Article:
Not so good, it turns out. When Garland was in the running for the Supreme Court in 2010, Washington attorney Tom Goldstein analyzed of Garland’s record for Supreme Court website SCOTUSblog. Although there were few cases to go on (the DC Circuit doesn’t handle many criminal law cases), Goldstein found that Garland tended to take conservative positions on criminal law.
Garland’s “track record shows a substantial sympathy for the government in criminal cases. He rarely votes to overturn a criminal conviction,” Goldstein said. In the 2010 analysis, Goldstein found Garland ruled the “opposite of his more liberal colleagues 10 times, but never goes opposite in the other direction of being more favorably inclined to the defendant.”
In cases where the law is unclear, Garland will probably be more likely to rule against the defendant. So he may not follow the rule of lenity — and side with defendants when criminal law is vague — like Scalia did. “He is a centrist, a call-them-as-I-see-them, I-have-no-interest-in-changing-the-law kind of guy,” Goldstein reported.
Is Merrick Garland more conservative than Antonin Scalia
on criminal justice issues? Vox (Mar. 17, 2016)
NOTHING HAPPENING ON SENTENCE REFORM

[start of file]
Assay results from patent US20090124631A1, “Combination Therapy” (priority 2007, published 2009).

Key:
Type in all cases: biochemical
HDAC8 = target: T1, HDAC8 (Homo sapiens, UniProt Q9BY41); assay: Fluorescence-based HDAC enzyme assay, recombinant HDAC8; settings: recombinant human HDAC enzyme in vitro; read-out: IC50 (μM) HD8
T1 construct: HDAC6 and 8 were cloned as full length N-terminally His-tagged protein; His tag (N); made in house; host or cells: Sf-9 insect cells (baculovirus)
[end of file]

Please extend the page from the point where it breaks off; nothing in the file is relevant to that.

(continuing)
The legislative glacier that is the Sentencing Reform and Corrections Act of 2015, before the Senate as S. 2123, and before the House as H.R. 3713, did not budge last week. H.R. 3713 picked up two more cosponsors, Democrats from Georgia and California. The Senate bill remains at 28 cosponsors, while the House measure now has 61.
The Austin American-Statesman and Las Vegas Review-Journal newspapers strongly supported federal sentence reform last week. And Washington Post columnist George Will wrote a column last Wednesday entitled Sentencing reform alone won’t fix crime and punishment in America, which argued that more effective post-release services had to be adopted along with sentencing reform.
Will noted that “the federal prison population, which devours 25% of the Justice Department’s budget, has increased more than 300 percent in less than 30 years. Only 7% are convicted of violent crimes. Granted, a person in prison poses no threat to the community. The problem is that almost everyone who goes to prison is going to return to the community from which he or she came, and most will not have been improved by the experience of incarceration … What we are not doing well is supervising people released from incarceration. Hence … the “crime-incarceration-crime cycle.” He says “more people are sent to prison each year for violating probation or parole conditions than as a result of conviction for new crimes.”
Legal Information Services Associates provides research and drafting services to lawyers and inmates. With over 20 years experience in post-conviction motions and sentence modification strategy, we provide services on everything from direct appeals to habeas corpus to sentence reduction motions to halfway house and home confinement placement. If we can help you, we’ll tell you that. If what you want to do is futile, we’ll tell you that, too.